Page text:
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May 26, 2019

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Prince Teng’s grand pavilion

Standing more than 50 meters high, the Tengwang Pavilion was built by Li Yuanying (also known as Prince Teng) in AD 653. The Pavilion of Prince Teng is considered one of the three most notable pavilions in Jiangnan, the region south of the Yangtze River, along with the Yueyang Tower and the Yellow Crane Tower.

Even after being damaged on 29 occasions, the pavilion’s architectural charm brought about its restoration each time.

The nine-story pavilion is in Nanchang in Jiangxi Province, towering over the Ganjiang River. Two of the stories form the foundation.

Varied shades of red cover the pavilion’s rafters, pillars, doors and windows, while its roof tiles and eaves are glazed jade-green.

The Tengwang Pavilion’s beauty was first immortalized in a poem by Wang Bo (AD 650-76), a renowned poet of the Tang Dynasty (AD 618-907). His poem “Preface to the Prince of Teng’s Pavilion” boosted the pavilion’s reputation. For thousands of years, the pavilion was a sacred place for poetic inspiration. Its majestic beauty and natural scenery from a distance attracted generations of artists and writers.

Braced by the mountains and river, a foggy drizzle may even turn the surrounding environment more tranquil and serene.

Perhaps, over 1,000 years ago, Prince Teng adored the view so much that he had his pavilion built here.

Books and records were also stored there, serving as an ancient library. Musical instruments, bronze ritual articles and serial bells found in the pavilion all impart rich cultural significance.

Despite it being a cultural symbol, the pavilion was initially built for Prince Teng’s indulgence. He was the younger brother of Emperor Taizong (AD 598-649). Growing up as the youngest son, Prince Teng was indulged and loved a lot and led a luxurious life. Under his brother’s reign, Prince Teng idled his days away singing and dancing.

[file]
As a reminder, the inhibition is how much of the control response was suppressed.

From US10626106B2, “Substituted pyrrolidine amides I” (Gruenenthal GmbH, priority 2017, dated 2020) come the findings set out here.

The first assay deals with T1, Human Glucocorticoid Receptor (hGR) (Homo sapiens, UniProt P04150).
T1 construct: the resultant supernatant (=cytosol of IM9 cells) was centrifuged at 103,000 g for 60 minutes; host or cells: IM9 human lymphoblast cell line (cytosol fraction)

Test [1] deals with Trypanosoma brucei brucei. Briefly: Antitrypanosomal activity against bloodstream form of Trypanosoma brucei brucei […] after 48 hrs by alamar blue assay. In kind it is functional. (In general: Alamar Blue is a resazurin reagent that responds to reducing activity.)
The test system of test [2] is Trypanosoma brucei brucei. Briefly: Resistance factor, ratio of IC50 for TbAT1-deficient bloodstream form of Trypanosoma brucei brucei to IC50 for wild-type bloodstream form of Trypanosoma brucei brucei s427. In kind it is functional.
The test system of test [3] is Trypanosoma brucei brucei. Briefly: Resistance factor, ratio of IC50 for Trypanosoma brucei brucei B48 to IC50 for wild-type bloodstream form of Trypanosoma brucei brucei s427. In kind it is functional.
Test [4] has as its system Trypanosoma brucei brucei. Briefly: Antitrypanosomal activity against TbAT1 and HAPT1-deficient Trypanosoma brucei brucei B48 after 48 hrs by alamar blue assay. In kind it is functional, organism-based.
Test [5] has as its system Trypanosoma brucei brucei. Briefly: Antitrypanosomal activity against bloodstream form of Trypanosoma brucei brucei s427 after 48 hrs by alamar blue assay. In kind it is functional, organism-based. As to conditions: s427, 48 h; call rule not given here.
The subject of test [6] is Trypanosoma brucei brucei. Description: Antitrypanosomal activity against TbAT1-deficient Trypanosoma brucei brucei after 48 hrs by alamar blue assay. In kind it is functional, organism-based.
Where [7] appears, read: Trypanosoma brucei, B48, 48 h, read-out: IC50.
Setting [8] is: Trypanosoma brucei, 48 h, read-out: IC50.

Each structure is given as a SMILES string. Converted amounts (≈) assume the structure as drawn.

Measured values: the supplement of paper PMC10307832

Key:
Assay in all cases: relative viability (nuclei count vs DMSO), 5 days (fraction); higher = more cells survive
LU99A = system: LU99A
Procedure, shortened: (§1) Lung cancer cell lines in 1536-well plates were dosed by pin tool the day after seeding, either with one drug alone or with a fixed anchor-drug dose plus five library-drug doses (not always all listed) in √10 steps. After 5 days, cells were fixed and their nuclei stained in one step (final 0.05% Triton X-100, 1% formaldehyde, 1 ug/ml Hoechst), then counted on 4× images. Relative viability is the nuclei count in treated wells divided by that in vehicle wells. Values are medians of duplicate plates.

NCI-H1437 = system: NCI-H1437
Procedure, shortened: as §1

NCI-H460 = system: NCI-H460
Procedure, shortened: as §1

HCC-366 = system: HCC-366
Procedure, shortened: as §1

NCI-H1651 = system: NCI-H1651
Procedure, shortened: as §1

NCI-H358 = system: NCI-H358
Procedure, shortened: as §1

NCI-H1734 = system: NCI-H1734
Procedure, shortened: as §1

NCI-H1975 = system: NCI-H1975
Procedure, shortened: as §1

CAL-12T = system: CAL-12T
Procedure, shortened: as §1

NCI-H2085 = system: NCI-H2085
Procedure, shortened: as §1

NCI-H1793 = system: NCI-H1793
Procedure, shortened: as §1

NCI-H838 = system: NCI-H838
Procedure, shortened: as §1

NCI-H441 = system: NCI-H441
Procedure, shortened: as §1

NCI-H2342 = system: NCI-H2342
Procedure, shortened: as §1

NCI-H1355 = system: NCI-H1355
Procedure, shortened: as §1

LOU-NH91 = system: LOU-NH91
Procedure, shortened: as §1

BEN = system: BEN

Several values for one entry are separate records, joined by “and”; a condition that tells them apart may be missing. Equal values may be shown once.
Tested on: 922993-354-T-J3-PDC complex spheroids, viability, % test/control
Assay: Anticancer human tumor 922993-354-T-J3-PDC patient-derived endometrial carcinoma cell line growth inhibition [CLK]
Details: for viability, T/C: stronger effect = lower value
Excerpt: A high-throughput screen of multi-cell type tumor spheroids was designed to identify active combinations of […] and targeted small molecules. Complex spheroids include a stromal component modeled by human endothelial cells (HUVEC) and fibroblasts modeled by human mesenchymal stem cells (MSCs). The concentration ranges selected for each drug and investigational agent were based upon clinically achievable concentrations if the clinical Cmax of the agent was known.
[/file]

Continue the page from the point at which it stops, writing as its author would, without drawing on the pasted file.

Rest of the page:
His slothful behavior earned him a lot of criticism.

When Emperor Gaozong (AD 628-83)occupied the throne, he found his uncle’s actions hard to bear.

While in mourning period of his brother, Prince Teng invited his officials to a banquet party. This broke bureaucratic norms where officials had to abstain from banqueting, marriage or official activities while in mourning.

When Emperor Gaozong found out, he sent a stern warning: When someone makes a mistake, it is important that he corrects it. Since the empire has its laws, personal favor is hard to be granted.

Prince Teng was demoted to Suzhou in Jiangsu Province and then to Hongzhou in today’s Nanchang. As Hongzhou was far from the capital of Chang’an in today’s Xi’an in Shaanxi Province, Prince Teng abandoned all restraint and enjoyed his time idling away. He decided to build his Tengwang Pavilion on the banks of the Ganjiang River.

News of the pavilion soon reached the emperor. In anger, he transferred Prince Teng to Chuzhou in Anhui Province.

As there was no news of outrageous acts committed by Prince Teng there, the emperor decided to send him to Longzhou in today’s Langzhong in Sichuan Province.

In Longzhou, the prince resumed his bad habits. He continued building lavish buildings, including another Tengwang Pavilion, infuriating the emperor.

Once, the emperor granted all the other princes 500 bolts of colored silk, but only two carts of hemp rope to Prince Teng.

“Prince Teng already has so much money and silk that he doesn’t need to be granted anything,” said Emperor Gaozong. “I’ve given him two carts of hemp rope to tie his money up with.”

This story was recorded in “The New Book of Tang,” demonstrating the extravagant life that Prince Teng lived.

In AD 684, Prince Teng died of a disease in Longzhou.

Despite the prince’s idleness, he left behind legacies that we can still witness today. His short five-year tenure in Longzhou set a basic layout for today’s Langzhong Ancient Town. The Huaguang tower found in the ancient town today was built by the prince.

The Tengwang Pavilion possesses such distinctive architecture that it served as inspiration for the building of the Forbidden City. In the city of Nanchang, this pavilion remains as an iconic and valued landmark beloved by the locals.


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